Mobile or Remote Consulting is when patients consult with healthcare workers about a health issue using some form of digital communication, e.g. mobile phone, tablet. mConsulting has potential to improve access to quality healthcare, particularly for communities with minimal access to services in low- and middle-income counties. There are well-known corporate providers in many countries and, with the availability of mobile money transfer, individuals and small organisations may also be providing mConsulting. In this study (February 2019-June 2020), we explored how mConsulting is being used and provided and its perceived impact in urban slums and remote rural areas in Bangladesh, Kenya, Nigeria, Pakistan and Tanzania.
Our project ran in remote rural areas in Pakistan and Tanzania and five urban slums in Bangladesh, Kenya and Nigeria (Feb 2019-June 2020). We analysed national policies and identified existing mConsulting services in each country. We held interviews and ran workshops, reaching over 230 community residents, 50 local health workers and 30 local and national decision-makers about their use, experiences and perceptions of mConsulting.
Data were qualitatively analysed for key themes within and across sites. We also analysed secondary data from a household survey undertaken in the five urban study sites by the NIHR Global Health Research Unit on Improving Health in Slums.
Co-produced mobile consulting for remote, marginalised communities in Africa (UKRI GCRF Digital Innovation for Development in Africa)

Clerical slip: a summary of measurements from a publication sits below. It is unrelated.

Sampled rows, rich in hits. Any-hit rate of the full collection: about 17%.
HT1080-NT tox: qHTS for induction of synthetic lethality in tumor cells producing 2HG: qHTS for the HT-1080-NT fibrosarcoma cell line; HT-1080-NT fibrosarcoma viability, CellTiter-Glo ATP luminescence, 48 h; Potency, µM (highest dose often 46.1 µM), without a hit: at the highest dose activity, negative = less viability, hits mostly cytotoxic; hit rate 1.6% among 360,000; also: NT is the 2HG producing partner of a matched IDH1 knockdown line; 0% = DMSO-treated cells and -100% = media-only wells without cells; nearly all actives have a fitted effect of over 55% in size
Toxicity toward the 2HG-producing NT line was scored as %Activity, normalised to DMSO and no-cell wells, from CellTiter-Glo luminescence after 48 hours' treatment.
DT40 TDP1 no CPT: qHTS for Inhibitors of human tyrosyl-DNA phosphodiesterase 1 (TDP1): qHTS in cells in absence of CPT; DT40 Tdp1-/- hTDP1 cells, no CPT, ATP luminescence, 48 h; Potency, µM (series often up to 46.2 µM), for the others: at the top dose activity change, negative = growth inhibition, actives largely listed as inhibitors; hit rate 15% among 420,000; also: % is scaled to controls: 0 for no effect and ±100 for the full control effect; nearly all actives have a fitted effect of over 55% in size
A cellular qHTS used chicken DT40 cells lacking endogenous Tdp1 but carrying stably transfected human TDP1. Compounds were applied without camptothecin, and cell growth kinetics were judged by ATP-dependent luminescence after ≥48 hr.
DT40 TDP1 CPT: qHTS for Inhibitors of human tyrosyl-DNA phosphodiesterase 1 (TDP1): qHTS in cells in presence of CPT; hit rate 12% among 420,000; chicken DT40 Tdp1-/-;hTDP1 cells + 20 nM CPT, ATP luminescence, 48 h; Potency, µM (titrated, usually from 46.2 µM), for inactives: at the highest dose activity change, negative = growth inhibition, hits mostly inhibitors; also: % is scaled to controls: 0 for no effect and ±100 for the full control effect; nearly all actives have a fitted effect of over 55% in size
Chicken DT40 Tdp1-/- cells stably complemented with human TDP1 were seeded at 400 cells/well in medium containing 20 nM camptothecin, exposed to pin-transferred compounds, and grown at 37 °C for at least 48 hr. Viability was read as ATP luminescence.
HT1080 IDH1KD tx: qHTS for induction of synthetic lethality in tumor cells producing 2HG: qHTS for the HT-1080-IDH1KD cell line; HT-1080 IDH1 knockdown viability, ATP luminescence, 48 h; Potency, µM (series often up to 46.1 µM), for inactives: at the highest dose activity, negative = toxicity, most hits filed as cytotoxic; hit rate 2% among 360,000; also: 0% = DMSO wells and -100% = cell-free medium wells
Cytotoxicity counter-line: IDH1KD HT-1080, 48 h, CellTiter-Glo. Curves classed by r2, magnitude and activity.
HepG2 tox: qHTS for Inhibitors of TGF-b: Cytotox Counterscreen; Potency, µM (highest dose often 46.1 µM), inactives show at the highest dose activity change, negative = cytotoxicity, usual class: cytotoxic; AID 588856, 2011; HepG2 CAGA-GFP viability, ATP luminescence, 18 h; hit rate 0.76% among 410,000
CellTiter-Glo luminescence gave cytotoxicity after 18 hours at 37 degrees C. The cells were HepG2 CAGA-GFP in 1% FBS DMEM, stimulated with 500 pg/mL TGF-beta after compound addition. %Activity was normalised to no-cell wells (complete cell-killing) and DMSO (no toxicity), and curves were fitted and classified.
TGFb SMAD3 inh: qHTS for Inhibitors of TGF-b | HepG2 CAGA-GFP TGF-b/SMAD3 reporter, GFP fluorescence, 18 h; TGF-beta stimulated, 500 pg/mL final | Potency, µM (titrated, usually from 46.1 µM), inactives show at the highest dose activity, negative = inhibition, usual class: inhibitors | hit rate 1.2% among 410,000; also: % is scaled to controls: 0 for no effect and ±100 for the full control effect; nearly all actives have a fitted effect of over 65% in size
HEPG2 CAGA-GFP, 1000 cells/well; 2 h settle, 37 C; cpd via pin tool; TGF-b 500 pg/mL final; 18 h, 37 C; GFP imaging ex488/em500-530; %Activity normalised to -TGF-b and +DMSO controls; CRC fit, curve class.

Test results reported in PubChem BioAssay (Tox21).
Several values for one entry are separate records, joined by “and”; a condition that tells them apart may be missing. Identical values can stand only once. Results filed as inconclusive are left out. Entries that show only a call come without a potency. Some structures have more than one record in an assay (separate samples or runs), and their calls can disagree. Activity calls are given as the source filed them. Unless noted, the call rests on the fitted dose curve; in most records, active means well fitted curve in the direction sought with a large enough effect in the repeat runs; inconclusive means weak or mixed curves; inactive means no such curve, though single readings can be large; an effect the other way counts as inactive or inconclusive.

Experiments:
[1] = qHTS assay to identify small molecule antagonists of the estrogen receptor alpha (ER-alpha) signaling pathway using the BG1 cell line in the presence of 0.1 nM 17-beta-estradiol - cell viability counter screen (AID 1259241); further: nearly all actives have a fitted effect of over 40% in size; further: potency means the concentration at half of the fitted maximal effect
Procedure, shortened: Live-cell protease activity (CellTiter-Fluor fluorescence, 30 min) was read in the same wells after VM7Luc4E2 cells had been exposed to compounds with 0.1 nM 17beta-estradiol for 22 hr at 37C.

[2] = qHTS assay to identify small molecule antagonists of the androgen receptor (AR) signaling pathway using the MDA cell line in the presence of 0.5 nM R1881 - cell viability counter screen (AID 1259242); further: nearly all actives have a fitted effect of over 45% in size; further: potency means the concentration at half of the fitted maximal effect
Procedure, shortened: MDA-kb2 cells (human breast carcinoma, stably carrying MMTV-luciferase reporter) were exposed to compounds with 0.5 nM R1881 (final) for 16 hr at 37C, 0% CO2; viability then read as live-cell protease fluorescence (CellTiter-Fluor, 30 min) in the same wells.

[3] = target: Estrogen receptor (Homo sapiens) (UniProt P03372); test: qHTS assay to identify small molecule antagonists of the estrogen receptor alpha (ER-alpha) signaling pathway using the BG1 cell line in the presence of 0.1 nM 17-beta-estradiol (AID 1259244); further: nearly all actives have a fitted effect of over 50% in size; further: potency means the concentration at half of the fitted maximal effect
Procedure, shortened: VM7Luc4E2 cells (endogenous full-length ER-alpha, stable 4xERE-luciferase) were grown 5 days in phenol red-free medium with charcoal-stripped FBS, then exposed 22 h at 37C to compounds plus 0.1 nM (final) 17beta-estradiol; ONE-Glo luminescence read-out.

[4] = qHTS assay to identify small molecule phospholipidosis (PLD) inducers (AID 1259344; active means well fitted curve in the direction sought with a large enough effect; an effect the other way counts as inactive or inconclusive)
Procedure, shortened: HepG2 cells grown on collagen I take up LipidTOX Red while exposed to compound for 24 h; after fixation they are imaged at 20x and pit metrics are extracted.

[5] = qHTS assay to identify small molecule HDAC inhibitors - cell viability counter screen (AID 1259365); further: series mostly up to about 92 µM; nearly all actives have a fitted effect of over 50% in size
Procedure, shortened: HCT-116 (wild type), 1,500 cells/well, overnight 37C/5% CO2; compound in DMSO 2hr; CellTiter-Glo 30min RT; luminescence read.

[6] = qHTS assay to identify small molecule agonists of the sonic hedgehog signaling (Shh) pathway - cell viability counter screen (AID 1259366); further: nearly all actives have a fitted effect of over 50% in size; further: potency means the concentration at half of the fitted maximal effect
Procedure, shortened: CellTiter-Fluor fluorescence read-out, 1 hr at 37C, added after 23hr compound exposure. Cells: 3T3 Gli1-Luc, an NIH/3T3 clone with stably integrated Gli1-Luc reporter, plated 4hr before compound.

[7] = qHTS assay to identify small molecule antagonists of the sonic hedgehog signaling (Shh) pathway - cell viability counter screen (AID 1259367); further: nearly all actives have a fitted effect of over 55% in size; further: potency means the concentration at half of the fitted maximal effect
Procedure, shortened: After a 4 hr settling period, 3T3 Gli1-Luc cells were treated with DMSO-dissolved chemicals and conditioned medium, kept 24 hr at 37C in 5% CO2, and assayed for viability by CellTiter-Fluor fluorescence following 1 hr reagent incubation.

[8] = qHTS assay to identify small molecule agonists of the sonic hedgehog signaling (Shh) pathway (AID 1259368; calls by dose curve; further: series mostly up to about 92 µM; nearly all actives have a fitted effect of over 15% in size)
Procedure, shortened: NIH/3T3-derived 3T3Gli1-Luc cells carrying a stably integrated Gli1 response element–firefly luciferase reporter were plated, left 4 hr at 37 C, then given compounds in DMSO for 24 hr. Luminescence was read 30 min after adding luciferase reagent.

Digital communication in the NHS, UK Improving health outcomes for young people with long-term conditions: The role of digital communication in current and future patient-clinical communication for NHS providers of specialist clinical services (the LYNC Study)
Team members from Warwick's Medical School and Institute of Digital Healthcare, UK King's College London, UK and St Francis College of Health and Allied Sciences, Tanzania have developed training for health workers to use their own phones to deliver healthcare to patients, thus reducing the need for face-to-face contact. The training is free to use for non-profit purposes, subject to licence.
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The mConsulting Project was supported by a foundation grant from the Health Systems Research Initiative with funding from the UK Department for International Development, the UK Economic and Social Research Council, the UK Medical Research Council and Wellcome (grant no. MR/S012729/1).
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Project Advisory Groups
Research in each study site has been guided by a Project Advisory Group of local experts, including community leaders, local health workers and managers, mHealth service providers, mobile companies, technical and academic experts, local NGOs and researchers.
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